Jim Palmer and Roger Clemens showed progress Saturday, while Frank Viola showed a sign that his elbow may be bothering him more than he has let on.
Palmer, the Hall of Fame right-hander, continued his comeback by throwing 110 pitches to batters at Baltimore camp in Sarasota, Fla. Palmer, 45, is attempting to become the first Hall of Famer to play in the big leagues."Still throwing rising gas," Billy Ripken said to catcher Ernie Whitt. Later, Ripken grunted, "Geez, he's pitching me everywhere."
Palmer is scheduled to start against the Boston Red Sox on March 11.
"It was a good test," he said. "Nothing to write home about, maybe I'll make a phone call. . . . I felt good and the guys said I threw good batting practice. Whether that's going to get guys out or not, we'll find out in about 10 days."
While the news was good for Palmer, the New York Mets said Viola will be examined Monday in Richmond, Va., by Dr. Richard Caspari. The left-hander has four bone spurs - three small and one large - in his pitching elbow, but has continued to throw after the intial discomfort.
Clemens, meanwhile, had his third workout of the spring at Chain O'Lakes Park in Winter Haven. Clemens threw 81 pitches in hot, humid weather, and there were no signs of the arm problems that sidelined him last September.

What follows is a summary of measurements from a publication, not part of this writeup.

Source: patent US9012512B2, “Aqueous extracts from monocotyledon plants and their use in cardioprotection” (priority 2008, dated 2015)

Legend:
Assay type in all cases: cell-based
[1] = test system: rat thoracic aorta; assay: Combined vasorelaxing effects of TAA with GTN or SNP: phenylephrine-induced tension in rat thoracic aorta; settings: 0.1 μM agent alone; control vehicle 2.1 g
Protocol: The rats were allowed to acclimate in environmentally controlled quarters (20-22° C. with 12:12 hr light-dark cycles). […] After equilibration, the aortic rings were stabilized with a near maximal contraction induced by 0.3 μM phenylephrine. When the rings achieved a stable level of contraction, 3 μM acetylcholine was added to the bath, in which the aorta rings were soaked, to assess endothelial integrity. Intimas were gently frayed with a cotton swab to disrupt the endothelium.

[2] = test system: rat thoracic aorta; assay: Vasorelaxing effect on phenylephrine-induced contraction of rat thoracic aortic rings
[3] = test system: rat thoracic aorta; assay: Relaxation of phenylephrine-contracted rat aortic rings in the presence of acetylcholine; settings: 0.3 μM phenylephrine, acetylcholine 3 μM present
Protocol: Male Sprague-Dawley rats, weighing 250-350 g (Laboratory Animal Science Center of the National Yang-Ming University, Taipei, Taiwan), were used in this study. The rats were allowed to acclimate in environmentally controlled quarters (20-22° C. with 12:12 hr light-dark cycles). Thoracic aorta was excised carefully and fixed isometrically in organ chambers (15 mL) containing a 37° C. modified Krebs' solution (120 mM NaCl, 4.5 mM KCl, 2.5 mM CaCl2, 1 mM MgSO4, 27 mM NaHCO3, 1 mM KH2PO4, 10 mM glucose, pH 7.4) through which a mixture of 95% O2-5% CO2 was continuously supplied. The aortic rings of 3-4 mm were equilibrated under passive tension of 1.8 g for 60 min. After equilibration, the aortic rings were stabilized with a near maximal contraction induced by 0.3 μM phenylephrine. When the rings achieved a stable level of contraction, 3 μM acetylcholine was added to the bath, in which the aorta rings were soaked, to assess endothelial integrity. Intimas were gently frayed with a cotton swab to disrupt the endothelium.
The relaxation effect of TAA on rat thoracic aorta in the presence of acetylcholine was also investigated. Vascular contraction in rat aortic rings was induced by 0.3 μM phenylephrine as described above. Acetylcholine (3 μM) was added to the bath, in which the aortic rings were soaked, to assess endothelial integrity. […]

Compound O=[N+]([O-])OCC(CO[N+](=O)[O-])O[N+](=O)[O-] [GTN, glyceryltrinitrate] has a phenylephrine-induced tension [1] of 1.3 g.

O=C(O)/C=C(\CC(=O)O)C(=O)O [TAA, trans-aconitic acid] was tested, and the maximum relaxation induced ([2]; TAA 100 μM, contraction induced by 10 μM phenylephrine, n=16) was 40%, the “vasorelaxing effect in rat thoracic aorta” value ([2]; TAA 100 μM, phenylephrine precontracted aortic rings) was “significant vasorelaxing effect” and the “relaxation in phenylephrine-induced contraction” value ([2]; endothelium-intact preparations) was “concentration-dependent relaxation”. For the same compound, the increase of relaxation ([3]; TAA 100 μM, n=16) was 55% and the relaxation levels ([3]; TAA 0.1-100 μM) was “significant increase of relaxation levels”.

"It was pretty warm out there and I felt it, but my arm feels great," Clemens said. "Eight-one pitches? That's good. I'm just trying to build up my strength while helping the hitters. That's what BP is all about."
Pete Smith of the Atlanta Braves, another pitcher coming back from an injury, threw on the sidelines at West Palm Beach for 10 minutes at about half-speed, then threw a half dozen pitches at 75 percent.
Braves first baseman Nick Esasky, out most of last season with a type of vertigo, looked better Saturday. He took about 150 swings and was hitting the ball crisply. He also fielded balls for 30 minutes and had no problems.
While players continued to stretch their bodies, some continued to stretch their clubs' wallets.
Matt Williams of San Francisco, who led the National League with 122 RBIs last season, agreed a $2.6 million, two-year deal, the largest contract ever for a player not eligible for salary arbitration.
The 25-year-old third baseman, who would have been eligible for arbitration next winter, will get $600,000 this year and $2 million in 1992. He made $215,000 last season.
"If I go out and have the same type of year as 1990, I might have made more money in a year," Williams said. "But who cares? That's not a big deal. Security is primary to me."
Ramon Martinez, 20-6 last season with a 2.92 ERA for the Dodgers, ended his holdout by agreeing to a one-year contract worth $485,000. Los Angeles had threatened to renew his contract at a salary of the team's choosing.
"If we had not reached an agreement, we would have had an agreement of a different style (renewal)," Dodgers general manager Fred Claire said.
Atlanta is threatening to renew the contract of pitcher John Smoltz, who was 14-11 last season.
"It doesn't look too good," said Smoltz, who earned $247,500 and is seeking $400,000 for 1991.
Meanwhile, the Cubs failed to work out an extension for NL home run leader Ryne Sandberg, who already is signed for 1991 with a club option for 1992.
"We are obviously disappointed that we were unable to extend Ryne's contract," Cubs president Don Grenesko said.